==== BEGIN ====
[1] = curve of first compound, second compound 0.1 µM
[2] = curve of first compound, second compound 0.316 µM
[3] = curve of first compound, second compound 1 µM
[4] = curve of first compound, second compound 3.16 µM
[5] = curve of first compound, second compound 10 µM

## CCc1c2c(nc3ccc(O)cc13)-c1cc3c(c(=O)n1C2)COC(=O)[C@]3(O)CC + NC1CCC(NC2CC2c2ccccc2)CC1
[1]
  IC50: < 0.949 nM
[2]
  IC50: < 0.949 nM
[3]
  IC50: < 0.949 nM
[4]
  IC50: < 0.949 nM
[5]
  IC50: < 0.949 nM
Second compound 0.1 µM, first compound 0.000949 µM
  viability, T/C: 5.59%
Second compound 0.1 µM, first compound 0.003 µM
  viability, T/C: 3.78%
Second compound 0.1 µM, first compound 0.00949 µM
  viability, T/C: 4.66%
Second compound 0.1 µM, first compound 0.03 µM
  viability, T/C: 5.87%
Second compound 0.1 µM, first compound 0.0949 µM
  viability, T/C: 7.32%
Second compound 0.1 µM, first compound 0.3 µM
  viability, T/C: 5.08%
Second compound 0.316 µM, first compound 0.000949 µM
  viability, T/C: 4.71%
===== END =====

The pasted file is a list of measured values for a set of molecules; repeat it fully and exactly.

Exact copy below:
[1] = curve of first compound, second compound 0.1 µM
[2] = curve of first compound, second compound 0.316 µM
[3] = curve of first compound, second compound 1 µM
[4] = curve of first compound, second compound 3.16 µM
[5] = curve of first compound, second compound 10 µM

## CCc1c2c(nc3ccc(O)cc13)-c1cc3c(c(=O)n1C2)COC(=O)[C@]3(O)CC + NC1CCC(NC2CC2c2ccccc2)CC1
[1]
  IC50: < 0.949 nM
[2]
  IC50: < 0.949 nM
[3]
  IC50: < 0.949 nM
[4]
  IC50: < 0.949 nM
[5]
  IC50: < 0.949 nM
Second compound 0.1 µM, first compound 0.000949 µM
  viability, T/C: 5.59%
Second compound 0.1 µM, first compound 0.003 µM
  viability, T/C: 3.78%
Second compound 0.1 µM, first compound 0.00949 µM
  viability, T/C: 4.66%
Second compound 0.1 µM, first compound 0.03 µM
  viability, T/C: 5.87%
Second compound 0.1 µM, first compound 0.0949 µM
  viability, T/C: 7.32%
Second compound 0.1 µM, first compound 0.3 µM
  viability, T/C: 5.08%
Second compound 0.316 µM, first compound 0.000949 µM
  viability, T/C: 4.71%